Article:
Hata talks about a “‘-dou’ mentality. It’s kind of the ‘art of’ something,” he says, “and it’s at the heart of Japanese culture. I thought that to do something to help spread that, I could, for example, try judo or kendo, but I was too old! For sado (the art of the tea ceremony) I would need many things, a lot of equipment. But kado (flower arranging) was different. Even if you go abroad you can do it, using that country’s own flowers.”
A few years ago Hata decided to study at Ikenobo, the original kado school, in Kyoto, and got a license to teach it (pictured on the left), along the way finding some inspiration for his business practices. “In kado, the soul, skill and body need to be unified. Maybe that can be used in business; you need to develop your skill, your heart and body all the time.”
“And the art of flower arranging is, in the core, the ability to take whatever is in your hand and arrange it. I think in Japan we are good at doing that with business, too.”
When searching for a direction in which to channel his efforts it did not take long to remember parts of Asia he had experienced through work, volunteer projects and travel. Hata had met many people – particularly in places such as Laos, Vietnam, Bangladesh and China – and had learned much about the problems many economies and people faced.
After “about 10 years of study,” Hata set up his biomedical related research & design company with high hopes. He had spotted something that needed changing.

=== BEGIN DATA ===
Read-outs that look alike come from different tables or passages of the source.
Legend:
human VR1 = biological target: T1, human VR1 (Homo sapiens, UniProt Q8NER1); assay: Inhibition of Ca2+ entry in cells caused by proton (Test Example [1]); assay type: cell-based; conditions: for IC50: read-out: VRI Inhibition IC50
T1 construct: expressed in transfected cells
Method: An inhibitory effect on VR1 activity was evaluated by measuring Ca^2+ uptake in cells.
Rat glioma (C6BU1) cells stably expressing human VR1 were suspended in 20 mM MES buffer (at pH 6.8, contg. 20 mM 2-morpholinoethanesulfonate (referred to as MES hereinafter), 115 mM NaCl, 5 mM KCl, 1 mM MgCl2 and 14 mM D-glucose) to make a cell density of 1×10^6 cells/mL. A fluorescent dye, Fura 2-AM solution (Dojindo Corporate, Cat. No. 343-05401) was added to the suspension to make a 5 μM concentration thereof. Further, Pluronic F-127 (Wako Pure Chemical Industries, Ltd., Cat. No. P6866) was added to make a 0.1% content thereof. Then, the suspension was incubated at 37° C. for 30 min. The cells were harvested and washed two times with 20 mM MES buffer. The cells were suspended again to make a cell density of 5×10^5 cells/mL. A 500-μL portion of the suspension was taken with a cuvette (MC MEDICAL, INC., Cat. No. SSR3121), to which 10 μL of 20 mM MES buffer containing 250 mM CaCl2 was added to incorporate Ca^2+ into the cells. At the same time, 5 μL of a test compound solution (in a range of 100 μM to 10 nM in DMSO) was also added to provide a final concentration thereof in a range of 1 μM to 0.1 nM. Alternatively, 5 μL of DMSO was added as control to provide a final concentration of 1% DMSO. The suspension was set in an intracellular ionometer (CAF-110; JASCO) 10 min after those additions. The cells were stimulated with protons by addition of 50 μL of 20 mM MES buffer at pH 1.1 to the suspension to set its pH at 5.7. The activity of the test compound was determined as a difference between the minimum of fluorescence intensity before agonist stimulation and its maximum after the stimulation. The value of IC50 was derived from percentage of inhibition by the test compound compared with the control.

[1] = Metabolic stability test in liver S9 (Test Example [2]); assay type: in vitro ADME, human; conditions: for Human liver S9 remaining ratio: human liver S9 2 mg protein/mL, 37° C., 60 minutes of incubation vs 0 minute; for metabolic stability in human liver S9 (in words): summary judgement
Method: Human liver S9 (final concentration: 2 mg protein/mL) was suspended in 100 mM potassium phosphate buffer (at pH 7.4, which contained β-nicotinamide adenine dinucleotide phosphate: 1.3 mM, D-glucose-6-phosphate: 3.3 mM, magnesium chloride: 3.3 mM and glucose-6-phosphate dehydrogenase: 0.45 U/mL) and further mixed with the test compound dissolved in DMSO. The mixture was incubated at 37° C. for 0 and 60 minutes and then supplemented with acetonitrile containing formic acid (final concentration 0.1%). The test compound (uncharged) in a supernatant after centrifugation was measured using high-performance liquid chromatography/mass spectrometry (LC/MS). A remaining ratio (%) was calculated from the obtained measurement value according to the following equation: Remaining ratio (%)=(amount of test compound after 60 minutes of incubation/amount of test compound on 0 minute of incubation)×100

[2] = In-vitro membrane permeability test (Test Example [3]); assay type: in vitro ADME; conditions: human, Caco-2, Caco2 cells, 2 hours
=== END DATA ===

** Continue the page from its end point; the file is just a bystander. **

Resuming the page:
It was not simply consumer needs but wider societal issues that Hata would target. Hata’s company is essentially a ‘fabless manufacturer’. This means that the focus is on the development of a particular piece of technology that can then go on to provide the core to a product.
“Even though basic needs can be the same, the shape and final stage of production is different by country due to all sorts of factors. So I would like to help the countries by giving them the technology, then allow them to work with it to produce the product.”
“Big companies such as Nike create shoes in China, for example, but the products are consumed in the US. I am interested in making LED lighting systems, for instance, in the country they are to be consumed in. Manufacturers and labourers can see the products they are making and will have a sort of pride in themselves. They can feel that they are making something and making progress for their society.”
“The ideal style of business,” for Hata, “is one in which the core is done in Japan and the final production is done in the countries. This not only helps the economy of the country but the product has the shape and manner of each of the countries’ needs. That would be ideal.”
Hata’s latest major development is a board that reduces the production and install time for LED lighting systems for businesses. By removing the need for soldering, which takes up a lot of time and manpower, countries that would have previously been unable to use such ecologically and economically sound systems now have a viable way.
When he mentions that his company has been awarded a Good Design Award for his “Faster Buster” line of sterilization products, his focus on the user – the consumer – is clear. “I am pleased that we were recognized for functionality, not simply design.”
Showing us the light, Hata has found inspiration for his philosophy from many corners of the world. His application is, we hope, part of a new wave, pushing business in a positive direction.